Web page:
Creative fun in
the palm of your hand.
Printed from https://www.writing.com/main/view_item/item_id/1964035-Lost-Girl
by Seffi
Rated: 13+ · Short Story · Detective · #1964035
Short story, 1500 word limit, with a tag of an Adult Fairy Tale.
         Detective Monroe sat forward in the chair, resting his forearms on the table in front of him. He was known for talking with his hands. But today they remained still, his fingers knitted together.

         Throughout the interview, his eyes remained fixed on the petite brunette sitting opposite him, patiently waiting for her to respond. It wasn’t unusual for a suspect to remain tight lipped during an interview. In some ways, he expected it. But this girl was different. It was her second interview since being brought into the station and it wasn’t going any better than the first. Despite his best efforts, she had continued to meet his questions with a wall of silence; relinquishing only her name.

         Who are you really Cathleen Panrell? That question had occupied his thoughts ever since her name had broken free. He doubted it was her actual name. But he knew better than to underestimate its importance. After all, a name could be a powerful thing in the right hands.

         Monroe glanced at the large one-way mirror on the far wall and frowned. In the adjacent room, his partner was monitoring the interview. Scrutinising every move that Cathleen made. A name really wasn’t much to go on – especially if it wasn’t real. He was still waiting on the results from the fingerprints he’d lifted from her discarded coffee cup. Hopefully, they’d get a hit off the National DNA database soon.

          “Ms Panrell, things would go a lot better for you if you just cooperated.” he sighed.

         His muscles were tired and a dull ache had begun to set in. He leaned back into his chair, but its straight back provided little support or relief. The interrogation suite wasn’t designed for comfort. Its bland, featureless walls encircled a small rectangular table and four plain chairs paired against each other across the table. A simplistic, yet abrasive décor designed specifically to prevent a suspect drifting off into a psychological void; a concept utterly lost on Cathleen Panrell.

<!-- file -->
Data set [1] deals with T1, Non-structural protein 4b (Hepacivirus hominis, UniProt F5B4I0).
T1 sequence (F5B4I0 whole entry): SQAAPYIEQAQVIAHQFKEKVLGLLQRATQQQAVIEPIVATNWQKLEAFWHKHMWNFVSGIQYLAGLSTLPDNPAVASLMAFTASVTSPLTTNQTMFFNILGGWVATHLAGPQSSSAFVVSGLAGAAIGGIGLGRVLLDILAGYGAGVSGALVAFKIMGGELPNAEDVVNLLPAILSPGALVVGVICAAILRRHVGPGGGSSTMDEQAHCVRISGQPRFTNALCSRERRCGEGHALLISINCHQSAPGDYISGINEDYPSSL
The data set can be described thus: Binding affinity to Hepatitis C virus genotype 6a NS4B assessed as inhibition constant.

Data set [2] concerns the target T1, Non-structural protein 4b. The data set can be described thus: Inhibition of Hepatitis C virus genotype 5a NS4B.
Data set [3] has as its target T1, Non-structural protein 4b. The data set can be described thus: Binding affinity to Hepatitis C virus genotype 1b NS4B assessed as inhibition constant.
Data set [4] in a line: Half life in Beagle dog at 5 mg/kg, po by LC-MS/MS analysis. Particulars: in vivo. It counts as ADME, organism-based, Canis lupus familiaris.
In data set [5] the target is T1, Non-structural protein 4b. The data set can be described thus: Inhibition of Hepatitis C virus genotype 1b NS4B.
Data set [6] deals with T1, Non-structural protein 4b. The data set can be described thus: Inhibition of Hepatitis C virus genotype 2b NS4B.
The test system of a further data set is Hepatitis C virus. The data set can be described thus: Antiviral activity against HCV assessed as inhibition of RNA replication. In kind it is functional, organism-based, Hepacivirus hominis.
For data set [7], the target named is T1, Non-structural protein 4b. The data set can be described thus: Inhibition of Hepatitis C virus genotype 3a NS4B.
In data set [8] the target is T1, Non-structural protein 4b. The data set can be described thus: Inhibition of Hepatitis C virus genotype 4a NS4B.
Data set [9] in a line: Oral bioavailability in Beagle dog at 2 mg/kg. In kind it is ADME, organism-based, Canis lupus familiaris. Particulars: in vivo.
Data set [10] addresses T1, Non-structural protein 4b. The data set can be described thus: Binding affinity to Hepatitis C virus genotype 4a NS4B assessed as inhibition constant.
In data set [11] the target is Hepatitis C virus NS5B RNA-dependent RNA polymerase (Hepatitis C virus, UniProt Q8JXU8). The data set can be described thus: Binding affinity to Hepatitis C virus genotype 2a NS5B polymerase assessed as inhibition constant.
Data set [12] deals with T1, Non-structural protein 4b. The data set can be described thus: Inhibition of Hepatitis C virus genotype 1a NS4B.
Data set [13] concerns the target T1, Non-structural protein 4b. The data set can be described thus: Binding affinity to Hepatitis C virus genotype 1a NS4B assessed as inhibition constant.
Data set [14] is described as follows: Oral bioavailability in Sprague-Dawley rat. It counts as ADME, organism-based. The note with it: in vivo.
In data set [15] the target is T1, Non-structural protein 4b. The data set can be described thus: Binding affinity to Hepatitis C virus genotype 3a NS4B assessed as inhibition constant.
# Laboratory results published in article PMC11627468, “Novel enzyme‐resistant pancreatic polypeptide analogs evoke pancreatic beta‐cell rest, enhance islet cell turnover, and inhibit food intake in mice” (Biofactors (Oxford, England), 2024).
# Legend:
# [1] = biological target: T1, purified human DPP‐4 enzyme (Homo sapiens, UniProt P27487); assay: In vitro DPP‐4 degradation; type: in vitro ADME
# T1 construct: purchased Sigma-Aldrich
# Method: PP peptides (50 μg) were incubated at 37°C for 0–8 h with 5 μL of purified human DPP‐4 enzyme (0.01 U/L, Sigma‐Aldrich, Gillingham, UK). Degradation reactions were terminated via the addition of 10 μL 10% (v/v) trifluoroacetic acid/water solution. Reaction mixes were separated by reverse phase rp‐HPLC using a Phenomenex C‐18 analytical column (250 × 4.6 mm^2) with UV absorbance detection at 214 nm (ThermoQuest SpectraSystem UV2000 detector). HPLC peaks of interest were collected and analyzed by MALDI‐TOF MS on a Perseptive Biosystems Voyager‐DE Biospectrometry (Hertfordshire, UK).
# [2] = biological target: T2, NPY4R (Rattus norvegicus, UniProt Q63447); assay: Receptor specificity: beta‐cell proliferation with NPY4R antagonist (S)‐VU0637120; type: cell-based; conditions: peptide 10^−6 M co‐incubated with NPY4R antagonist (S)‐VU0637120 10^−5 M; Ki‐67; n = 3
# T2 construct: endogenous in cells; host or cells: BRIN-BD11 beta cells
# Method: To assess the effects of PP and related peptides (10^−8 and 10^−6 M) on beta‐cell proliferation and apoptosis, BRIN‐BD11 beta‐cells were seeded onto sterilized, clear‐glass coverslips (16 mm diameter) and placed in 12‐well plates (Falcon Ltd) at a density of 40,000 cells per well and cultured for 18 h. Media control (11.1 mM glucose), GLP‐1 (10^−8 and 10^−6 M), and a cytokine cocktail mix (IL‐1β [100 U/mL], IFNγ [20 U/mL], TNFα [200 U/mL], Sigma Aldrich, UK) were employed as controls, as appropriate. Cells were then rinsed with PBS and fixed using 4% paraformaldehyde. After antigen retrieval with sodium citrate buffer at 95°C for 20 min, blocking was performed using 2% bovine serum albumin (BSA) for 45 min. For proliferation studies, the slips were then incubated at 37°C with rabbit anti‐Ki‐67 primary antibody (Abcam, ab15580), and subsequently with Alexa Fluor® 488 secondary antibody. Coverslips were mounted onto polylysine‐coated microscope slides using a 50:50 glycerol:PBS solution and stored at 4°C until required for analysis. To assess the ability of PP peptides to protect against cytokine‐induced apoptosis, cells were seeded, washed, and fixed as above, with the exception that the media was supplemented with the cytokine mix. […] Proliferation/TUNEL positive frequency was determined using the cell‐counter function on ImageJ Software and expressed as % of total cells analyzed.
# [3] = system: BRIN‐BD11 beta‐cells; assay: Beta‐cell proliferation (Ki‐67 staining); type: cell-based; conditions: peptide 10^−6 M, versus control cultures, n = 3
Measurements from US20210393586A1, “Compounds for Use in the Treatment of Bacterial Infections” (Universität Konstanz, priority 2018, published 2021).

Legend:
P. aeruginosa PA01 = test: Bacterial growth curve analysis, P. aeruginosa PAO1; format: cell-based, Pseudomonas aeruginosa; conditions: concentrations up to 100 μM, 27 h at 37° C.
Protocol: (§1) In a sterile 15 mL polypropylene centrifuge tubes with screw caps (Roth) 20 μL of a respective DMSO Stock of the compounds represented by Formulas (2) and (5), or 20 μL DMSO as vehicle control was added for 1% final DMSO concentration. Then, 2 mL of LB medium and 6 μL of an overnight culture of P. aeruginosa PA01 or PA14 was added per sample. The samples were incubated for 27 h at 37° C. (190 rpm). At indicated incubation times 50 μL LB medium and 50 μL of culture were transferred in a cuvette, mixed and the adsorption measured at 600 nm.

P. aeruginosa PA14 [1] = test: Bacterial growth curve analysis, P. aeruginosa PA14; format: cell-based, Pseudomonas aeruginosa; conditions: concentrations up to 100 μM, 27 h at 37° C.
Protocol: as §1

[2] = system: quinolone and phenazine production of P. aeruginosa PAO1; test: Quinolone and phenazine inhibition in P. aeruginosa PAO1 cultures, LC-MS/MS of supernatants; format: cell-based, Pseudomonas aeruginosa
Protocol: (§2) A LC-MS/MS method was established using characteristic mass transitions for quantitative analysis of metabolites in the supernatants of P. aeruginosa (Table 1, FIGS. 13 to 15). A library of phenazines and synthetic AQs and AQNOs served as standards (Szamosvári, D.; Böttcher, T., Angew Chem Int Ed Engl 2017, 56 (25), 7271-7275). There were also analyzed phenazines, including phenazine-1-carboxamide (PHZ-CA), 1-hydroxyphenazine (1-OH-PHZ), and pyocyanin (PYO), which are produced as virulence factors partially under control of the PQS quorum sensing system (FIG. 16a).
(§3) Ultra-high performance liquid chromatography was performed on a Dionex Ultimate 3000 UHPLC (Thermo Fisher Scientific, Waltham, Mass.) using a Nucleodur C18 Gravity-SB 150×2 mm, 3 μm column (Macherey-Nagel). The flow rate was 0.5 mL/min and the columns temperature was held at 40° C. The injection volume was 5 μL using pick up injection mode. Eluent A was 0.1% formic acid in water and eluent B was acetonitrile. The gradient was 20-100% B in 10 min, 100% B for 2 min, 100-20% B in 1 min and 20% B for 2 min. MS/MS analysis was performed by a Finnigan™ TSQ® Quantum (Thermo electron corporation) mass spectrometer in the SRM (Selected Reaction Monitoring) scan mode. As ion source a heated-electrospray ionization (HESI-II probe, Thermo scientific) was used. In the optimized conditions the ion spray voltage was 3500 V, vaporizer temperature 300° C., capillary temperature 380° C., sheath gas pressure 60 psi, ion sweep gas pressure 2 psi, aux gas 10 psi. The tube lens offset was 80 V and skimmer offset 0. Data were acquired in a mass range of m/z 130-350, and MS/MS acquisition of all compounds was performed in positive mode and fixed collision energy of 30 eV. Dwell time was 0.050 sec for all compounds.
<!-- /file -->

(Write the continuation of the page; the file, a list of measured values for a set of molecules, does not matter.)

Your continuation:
Under normal circumstances, a suspect stonewalling him wouldn’t have fazed him. But he’d been on shift since 05:00 that morning and the exhaustion had started to weigh on his patience, as well as his body. He needed a break – and some caffeine.

         On the desk sat a slim manila folder that held all of the photographic evidence and forensic reports pertaining to the case. Monroe opened the file and began filtering through it once more, hoping to find anything that would elicit a reaction from his muted adversary.

         “Let’s go through it again…..” He paused for effect. “We have you on CCTV in front of Marlow’s bar.” Monroe pushed a greyscale photograph across the table and stabbed the figure it held with his forefinger. “That’s you. And it places you at the scene only minutes after the alarms were tripped.”

         The monochrome image exaggerated the contrast between the figure’s dark cropped hair and fair skin. Despite the heavy pixilation the face staring back was unmistakeably Cathleen’s.  He knew it wasn’t enough to make her talk; after all it wasn’t a crime to visit a bar on a Friday night. 

         “We also have a witness that can place you inside the building just before 22:00.” He staged another deliberate pause. “Now, at some point between Mr Bär leaving his apartment at 21:45 and 22:27 when the alarm was triggered, someone broke in into the apartment, accessed Mr Bär’s company network, and downloaded a number of highly confidential files. I think that someone was you Ms Panrell.”

         In reality, the evidence against her was circumstantial. They could place her in the vicinity of the apartment building but that was it.  The whole case hinged on a blurred image and a security guard who had indulged a little too much on the Christmas spirit. He knew the case was about as stable as a house of cards – one wrong move would bring it crashing down. And he was sure Cathleen knew it too.

         “I’ve got to admit Ms Panrell, I do like your style.” he mused, shaking his head. “Most people would have got in and out as quickly as possible. But not you – you knew Mr Bär would be late back, so you took your time; enjoyed yourself.”

         From the beginning Monroe had been impressed by the finesse used to carry out the crime. Despite her youth she’d successfully bypassed the building’s state of the art security system; overriding the digital security code in the lift, allowing her to stroll effortlessly into the penthouse suite – unchallenged. Once inside, she had accessed Bär Industries’ network using nothing more than a tablet.